Market Recap

Posted on September 6, 2019 by Gemmer Asset

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Week in Review

 

Market gyrations this week illustrated how short-term market movements are being held hostage by the trade headlines. So called news like the headline below was enough to push stocks higher and bond prices lower for the week.

 

 

Not sure what makes them reliable, but regardless it does appear that trade negotiations will resume on October 5th for what that is worth. But we have been trapped in this cycle for a while. Markets embrace news that talks are starting only to be sideswiped by a ratcheting up in the tensions. The graphic below highlights this.

 

 

Will the Jobs Market Follow Manufacturing or Services?

 

In terms of economic data there was something for everyone.

 

Manufacturing Contraction

 

The ISM manufacturing index indicated contracted last month. The PMI was at 49.1% in August, down from 51.2% in July. The employment index was at 47.4%, down from 51.7% last month, and the new orders index was at 47.2%, down from 50.8%. Anything below 50 indicates contraction.

 

 

Growth in Services

 

The August ISM Non-manufacturing index (another way of saying the service sector) was at 56.4%, up from 53.7% in July. The employment index decreased to 53.1%, from 56.2%. Again, anything above 50 indicates expansion, below 50 contraction.

 

 

Slowing Jobs Growth

 

Today’s payrolls report was underwhelming. The headline number came in at +105K if you strip out hiring for census workers, well below consensus expectations of 158K. The previous two months were revised down 20K combined. The unemployment rate was unchanged at 3.7%.

 

 

So, the pertinent question is whether the contraction in manufacturing will bleed over into the job market and lead to higher unemployment.  It certainly could, but we also shouldn’t lose sight of the fact that services are much more important from a jobs perspective. As you can see below, roughly 84% of employment is made up of service jobs.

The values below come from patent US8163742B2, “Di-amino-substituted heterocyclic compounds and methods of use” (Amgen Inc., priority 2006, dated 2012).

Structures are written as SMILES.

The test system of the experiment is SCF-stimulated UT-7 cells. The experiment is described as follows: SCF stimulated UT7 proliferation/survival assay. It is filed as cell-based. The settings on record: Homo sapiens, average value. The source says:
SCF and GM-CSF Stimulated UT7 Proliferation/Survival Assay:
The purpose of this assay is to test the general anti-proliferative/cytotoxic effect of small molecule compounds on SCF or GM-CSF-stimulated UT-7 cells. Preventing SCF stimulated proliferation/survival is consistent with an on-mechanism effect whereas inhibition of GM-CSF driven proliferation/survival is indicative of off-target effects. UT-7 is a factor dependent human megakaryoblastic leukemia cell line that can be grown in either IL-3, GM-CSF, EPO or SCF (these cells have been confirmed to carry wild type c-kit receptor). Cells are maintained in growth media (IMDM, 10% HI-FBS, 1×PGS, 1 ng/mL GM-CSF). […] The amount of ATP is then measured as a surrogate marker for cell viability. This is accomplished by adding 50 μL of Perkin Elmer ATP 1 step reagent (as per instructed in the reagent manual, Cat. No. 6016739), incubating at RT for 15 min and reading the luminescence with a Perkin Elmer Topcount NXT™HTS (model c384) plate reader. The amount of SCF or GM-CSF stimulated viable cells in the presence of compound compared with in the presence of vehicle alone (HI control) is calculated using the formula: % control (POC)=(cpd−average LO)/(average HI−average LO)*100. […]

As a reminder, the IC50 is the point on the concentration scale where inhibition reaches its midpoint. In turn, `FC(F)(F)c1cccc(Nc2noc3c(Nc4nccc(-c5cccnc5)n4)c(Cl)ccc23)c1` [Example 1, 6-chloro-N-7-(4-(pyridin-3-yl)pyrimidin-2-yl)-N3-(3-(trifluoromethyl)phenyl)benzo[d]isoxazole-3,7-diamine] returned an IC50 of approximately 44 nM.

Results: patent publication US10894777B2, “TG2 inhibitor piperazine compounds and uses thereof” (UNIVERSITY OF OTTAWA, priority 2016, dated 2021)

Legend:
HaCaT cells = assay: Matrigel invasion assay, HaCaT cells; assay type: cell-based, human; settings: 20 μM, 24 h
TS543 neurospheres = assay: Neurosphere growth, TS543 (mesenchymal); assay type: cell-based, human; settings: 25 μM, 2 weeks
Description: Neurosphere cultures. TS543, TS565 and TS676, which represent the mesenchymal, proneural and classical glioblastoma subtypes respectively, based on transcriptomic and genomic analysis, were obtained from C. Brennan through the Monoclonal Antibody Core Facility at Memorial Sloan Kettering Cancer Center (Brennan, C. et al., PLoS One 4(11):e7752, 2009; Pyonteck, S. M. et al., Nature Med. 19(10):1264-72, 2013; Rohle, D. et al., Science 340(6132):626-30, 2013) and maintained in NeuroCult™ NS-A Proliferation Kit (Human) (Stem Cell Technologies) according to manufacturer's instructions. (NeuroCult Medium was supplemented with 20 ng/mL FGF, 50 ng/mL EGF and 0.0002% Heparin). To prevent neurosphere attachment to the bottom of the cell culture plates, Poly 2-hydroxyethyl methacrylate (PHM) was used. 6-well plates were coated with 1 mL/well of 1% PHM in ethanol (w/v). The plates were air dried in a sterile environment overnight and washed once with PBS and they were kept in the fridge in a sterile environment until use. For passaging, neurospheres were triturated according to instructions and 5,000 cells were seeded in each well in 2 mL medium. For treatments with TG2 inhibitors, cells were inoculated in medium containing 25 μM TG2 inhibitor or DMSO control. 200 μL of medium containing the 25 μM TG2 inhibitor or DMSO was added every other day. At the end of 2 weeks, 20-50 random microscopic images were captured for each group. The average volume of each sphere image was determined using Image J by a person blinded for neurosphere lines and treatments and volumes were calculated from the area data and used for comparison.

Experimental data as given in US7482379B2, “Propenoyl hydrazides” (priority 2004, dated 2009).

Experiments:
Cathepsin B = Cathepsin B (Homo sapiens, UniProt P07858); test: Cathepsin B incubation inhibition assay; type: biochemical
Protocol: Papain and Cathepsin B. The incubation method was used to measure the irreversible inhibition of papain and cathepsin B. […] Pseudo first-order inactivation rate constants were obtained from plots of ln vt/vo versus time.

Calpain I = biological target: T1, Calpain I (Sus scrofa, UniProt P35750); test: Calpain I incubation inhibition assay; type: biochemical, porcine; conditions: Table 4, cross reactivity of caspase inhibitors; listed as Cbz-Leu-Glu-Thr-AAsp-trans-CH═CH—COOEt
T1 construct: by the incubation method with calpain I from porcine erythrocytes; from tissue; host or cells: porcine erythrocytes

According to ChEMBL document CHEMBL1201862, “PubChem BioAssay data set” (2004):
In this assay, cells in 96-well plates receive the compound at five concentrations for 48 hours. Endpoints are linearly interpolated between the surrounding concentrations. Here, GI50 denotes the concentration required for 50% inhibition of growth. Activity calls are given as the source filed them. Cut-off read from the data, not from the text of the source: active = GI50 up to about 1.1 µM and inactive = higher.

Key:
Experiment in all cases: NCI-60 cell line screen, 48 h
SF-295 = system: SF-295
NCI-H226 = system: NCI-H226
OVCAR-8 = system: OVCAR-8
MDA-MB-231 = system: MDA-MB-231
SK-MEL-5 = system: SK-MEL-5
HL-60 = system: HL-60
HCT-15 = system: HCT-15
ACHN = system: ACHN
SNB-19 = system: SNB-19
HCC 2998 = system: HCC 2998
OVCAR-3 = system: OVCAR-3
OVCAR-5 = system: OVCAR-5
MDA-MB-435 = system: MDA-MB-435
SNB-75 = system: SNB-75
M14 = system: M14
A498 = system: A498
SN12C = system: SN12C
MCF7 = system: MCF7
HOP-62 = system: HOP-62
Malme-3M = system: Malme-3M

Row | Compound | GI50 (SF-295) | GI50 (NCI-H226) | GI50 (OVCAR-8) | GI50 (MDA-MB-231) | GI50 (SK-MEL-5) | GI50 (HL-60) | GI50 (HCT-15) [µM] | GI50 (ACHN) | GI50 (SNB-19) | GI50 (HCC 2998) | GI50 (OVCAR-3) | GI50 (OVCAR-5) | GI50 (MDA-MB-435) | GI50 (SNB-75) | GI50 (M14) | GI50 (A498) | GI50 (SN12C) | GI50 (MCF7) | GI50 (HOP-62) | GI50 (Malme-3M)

We certainly could see higher unemployment due to manufacturing, but the hurdle is much higher than it was 20 years ago because manufacturing is so much smaller in the U.S.

 

Will September Be All About Policy Actions?

 

As we move into September the market’s focus will likely shift from how the global economy is doing to policy makers around the world. How will they react to the slump in manufacturing and falling inflation expectations?

 

Things kicked off this week in China. The central bank there cut the amount of cash banks must hold as reserves to the lowest level since 2007. This will serve to inject 900 billion yuan or $126 billion of liquidity into the economy.

 

Along the same lines both the Chilean and Russian central banks cut interest rates. The list of central banks whose last move was a rate cut grows longer (look at all the green).

 

 

Next Thursday the European Central Bank meets, and renewed stimulus is likely. Another cut in rates is possible as is a resumption in bond purchases.

 

Then on September 17th and 18th the Fed meets. A quarter point cut is all but a done deal. A half-point cut looks unlikely. Really the key focus will be on how they portray their approach going forward. Will they say they will provide all the accommodation necessary to offset the drag from trade, or will they take a more hawkish posture? For what it is worth J.P Morgan was out today predicting quarter point cuts in September, October, and December.

 

Summed Up in a Single Picture

 

When thinking about the mess that UK politics has become, Marx’s oft quoted passage that “history repeats itself, first as tragedy, then as farce” seems appropriate. Marx was referring respectively to Napoleon I and his nephew Louis Napoleon III. Today Theresa May would fill the role of tragedy, Boris that of farce.

 

But maybe there is another candidate? As MPs geared up to defeat Boris Johnson in a momentous vote earlier in the week, one parliamentarian in particular seemed less than bothered. Jacob Rees-Mogg decided to honor the moment by reclining on the government’s front bench.

 

 

Oh, yea, he’s the leader of the House of Commons. Naturally this elicited a howl of abuse from the opposing bench, but more importantly, seemed to capture the mood. Is Nero fiddling while Rome burns?

 

Or maybe British politics as a whole has devolved into a farce. Probably my favorite example of this is the fact there’s a chance the Tory’s might actually hold a vote of no confidence in themselves. This would bring down the government and lead to an election, because, you know, they have no confidence in themselves. But then again, they have no confidence in themselves because they have confidence they would win the resulting election. You can’t make this stuff up!

 

Have a good weekend.

 

 

 

 

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